HomeLocalCovid-19 severely affects tourism sector

Covid-19 severely affects tourism sector


THE tourism sector in Zimbabwe lost close to US$1 billion due to the Covid-19 pandemic last year, but players in the industry are still optimistic of a rebound in 2022.

Covid-19 disrupted tourists from visiting the country due to prolonged lockdown periods to curb further spread of the respiratory infection.

Zimbabwe Tourism Authority (ZTA) head of corporate affairs, Godfrey Koti told The Standard that although the industry experienced several challenges and lost close to a billion dollars, there was still hope for the future.

“We made zero dollars but we hope that 2022 will be a different year when we get to quantify it financially. It’s been a tough 2021 for tourism but there has been a bit of activity,” Koti said.

“We have seen a bit of movement where the accommodation sector in particular was fully booked in the Eastern Highlands, Kariba, Bulawayo and Victoria Falls, thus contributing 60%.”

Koti said ZTA has put in place measures to mitigate further losses and restore the country’s status on the tourism map.

“In 2020 we launched the national tourism recovery and growth strategy, which strategy was based on three pillars that include domestic tourism focus, the regional marketing element and then international tourism,” he said.

“Pillar number one was the major factor and we predicted that it would be the major focus for three to four years depending on when the pandemic will dissolve.

“We have been focusing on domestic tourism and coming up with a campaign that we want to sustain for a foreseeable future, which is the ‘Zimbo campaign’.  It is meant to encourage, bolster and push domestic tourism by all means possible.  So far we have seen good results as opposed to 2019 where we lost about US$1 billion worth of income.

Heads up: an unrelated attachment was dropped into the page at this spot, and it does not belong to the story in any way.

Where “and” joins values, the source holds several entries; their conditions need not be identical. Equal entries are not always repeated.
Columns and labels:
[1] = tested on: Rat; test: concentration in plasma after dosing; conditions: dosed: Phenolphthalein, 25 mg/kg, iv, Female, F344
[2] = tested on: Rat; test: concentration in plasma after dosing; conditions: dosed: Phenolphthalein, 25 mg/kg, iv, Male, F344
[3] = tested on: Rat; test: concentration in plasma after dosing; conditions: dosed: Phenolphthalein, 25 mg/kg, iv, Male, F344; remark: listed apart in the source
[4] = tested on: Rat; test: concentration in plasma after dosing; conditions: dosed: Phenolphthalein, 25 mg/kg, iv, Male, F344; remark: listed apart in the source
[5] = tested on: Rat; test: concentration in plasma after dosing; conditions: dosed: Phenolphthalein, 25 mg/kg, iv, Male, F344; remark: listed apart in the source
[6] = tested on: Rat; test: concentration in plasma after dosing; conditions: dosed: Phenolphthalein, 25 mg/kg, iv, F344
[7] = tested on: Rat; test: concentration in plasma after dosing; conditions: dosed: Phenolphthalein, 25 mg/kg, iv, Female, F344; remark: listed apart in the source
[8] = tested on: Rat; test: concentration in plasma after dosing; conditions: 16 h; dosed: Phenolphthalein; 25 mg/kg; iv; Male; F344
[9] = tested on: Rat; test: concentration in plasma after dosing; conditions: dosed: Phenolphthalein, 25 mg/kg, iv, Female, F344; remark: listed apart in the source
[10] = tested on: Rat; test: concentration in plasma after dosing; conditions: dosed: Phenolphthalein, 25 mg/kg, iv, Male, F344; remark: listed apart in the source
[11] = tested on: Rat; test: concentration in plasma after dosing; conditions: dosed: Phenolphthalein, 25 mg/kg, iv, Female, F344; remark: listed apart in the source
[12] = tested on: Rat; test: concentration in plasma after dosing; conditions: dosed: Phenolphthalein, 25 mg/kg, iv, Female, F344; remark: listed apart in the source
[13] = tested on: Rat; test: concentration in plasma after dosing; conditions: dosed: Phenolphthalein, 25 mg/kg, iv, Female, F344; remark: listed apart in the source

“In 2020 we managed to get US$369 million, and this largely came from the domestic market which shows that there is hope of improvement.  We have ultimately decided to focus on it in 2022 as this will help us in mitigating some of these gaps that have been shown by the pandemic.”

Koti said the 2022 strategy was to push for domestic tourism by maintaining a serious vaccination drive in the country.

“This makes the country a safer destination although unfortunately towards the end of 2021, we have seen that some of the European countries decided to use a blanket statement to deal with matters that concern the Covid-19 pandemic with an example of the Omicron discovery and communication by one of our Southern African countries,” he said.

Tourism Business Council president  Wengai Nhau said the success of the tourism industry in 2022 would hinge on acceptance of ‘the new normal’.

“By having intercity travel banned, and other bans that were imposed on the tourism sector, it meant that whatever profit projections and business performances were made for the year 2021 – these did not come to realization,” Nhau said.

“Out of the 12 months we have on the calendar, as a country we only operated for seven months last year, and we can’t have a vibrant domestic tourism sector with intercity travel banned.  A lot of our operators have closed the year on a minus and it is our fear that if we continue doing the same, we are putting operators in a predicament where they might have to close off completely and we do not hope for that.”

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